How Contextual System Services Work

Every installation of OS X, whether on a desktop or laptop computer, has a built-in architecture for executing automation “recipes” called “workflows.” Automation workflows are created using the Automator application and can be saved in a variety of formats, including as service plugins that appear as menu items on contextual menus in applications and the Finder.

When a contextual system service is selected by the user, its related workflow file is executed by the operating system, using the current selection (often selected text or files) as the source material to be processed by the service workflow.

Workflows are composed of a series of one or more individual steps called “actions.” Like the individual steps in a kitchen recipe, each action in the workflow processes the material passed to it by the previous action, and then passes the results of it processes to the action that follows it, until all steps (actions) of the automation recipe have been completed.

Many of the Automator actions that are used to create workflows have interfaces containing user-settable controls that determine the parameters for how the individual action processes the data passed to it. To provide maximum flexibility in workflow design, these actions may be set to display their interfaces when their parent workflow is run, in order to allow the user to dynamically provide input or set parameter values.

The Automator action used by the provided system service in this tutorial is designed to display its interface when its parent system service workflow is run. The following describes each of the controls or input fields of the action, and how they are used.

For an overview of Automator, watch this short video. For an overview of Services, watch this short video.

The Automator Action Interface

The interface for the Create Multi-Column Article Web App action is divided into four sections:

 1  Application:

 1  App Name - Enter the name for the created folder containing the HTML content. Keep in mind that this folder can be placed on a server as a web-application, so its name should be free of spaces and special characters.

 2  Content:

 2  Title - Enter the title of the article in this text field.

 3  Byline - Enter the author attribution in this text field.

 4  Copyright - Enter any copyright information in this text field. Copyright data will be placed at the end of the article.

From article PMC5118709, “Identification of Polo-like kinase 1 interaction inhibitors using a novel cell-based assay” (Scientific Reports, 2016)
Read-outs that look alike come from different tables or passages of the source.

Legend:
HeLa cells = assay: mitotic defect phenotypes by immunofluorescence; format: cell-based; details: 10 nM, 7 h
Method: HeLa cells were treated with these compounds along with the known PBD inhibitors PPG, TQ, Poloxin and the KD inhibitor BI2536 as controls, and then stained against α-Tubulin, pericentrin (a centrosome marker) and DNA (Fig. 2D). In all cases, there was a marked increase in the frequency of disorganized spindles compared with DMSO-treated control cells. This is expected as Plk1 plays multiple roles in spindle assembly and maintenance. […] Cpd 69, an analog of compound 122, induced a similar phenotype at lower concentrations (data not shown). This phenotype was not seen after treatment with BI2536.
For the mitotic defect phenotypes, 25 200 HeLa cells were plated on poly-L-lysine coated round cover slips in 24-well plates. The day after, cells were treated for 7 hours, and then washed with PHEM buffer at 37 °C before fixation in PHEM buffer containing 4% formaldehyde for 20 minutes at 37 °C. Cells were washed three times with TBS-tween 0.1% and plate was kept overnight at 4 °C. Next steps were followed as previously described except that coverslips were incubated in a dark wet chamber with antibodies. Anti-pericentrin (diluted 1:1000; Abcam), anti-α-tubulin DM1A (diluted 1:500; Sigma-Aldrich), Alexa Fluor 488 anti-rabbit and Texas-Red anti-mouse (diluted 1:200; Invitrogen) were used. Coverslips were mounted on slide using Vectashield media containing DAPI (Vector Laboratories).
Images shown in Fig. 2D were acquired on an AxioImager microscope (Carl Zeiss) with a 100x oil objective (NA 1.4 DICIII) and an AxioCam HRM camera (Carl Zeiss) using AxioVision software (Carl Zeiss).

5  Creative Commons license - You may choose to distribute your work under a license from the Creative Commons organization. Pick one of the licensing options from this popup menu and the cooresponding CC license will be added to the end of the article.


 3  Media:

 6  Media File - Optionally, the article can contain a single image, audio, or video file, which will be placed at the beginning of the article. Chosen image files will be copied and scaled to fit within 1024 pixels. A chosen audio file in AIFF, WAVE, or SDII format, will be copied and encoded automatically to MPEG (ACC) format for inclusion in the web-app bundle. Chosen video files will not be automatically encoded and are expected to be already encoded in iPad-captible MPEG format.

 7  Caption - Enter a caption to be placed beneath the media file in the article layout.

 8  Use Embedded Image Caption - Select this checkbox if you want to use the embedded IPTC description data in the chosen image, as the caption.

 4  Document Metadata:

 9  Description - Enter a description of the article to be placed in the header of the generated HTML file, for indexing by Internet search engines.

 10  Keywords - Enter a comma-delimited list of keywords to be placed in the header of the generated HTML file, for indexing by Internet search engines.

NOTE: all of the text input fields in the action view accept Automator workflow variables as input

What’s Next?

In the next segment, you’ll use the Create Article with Selected Text service to generate an example multi-column project.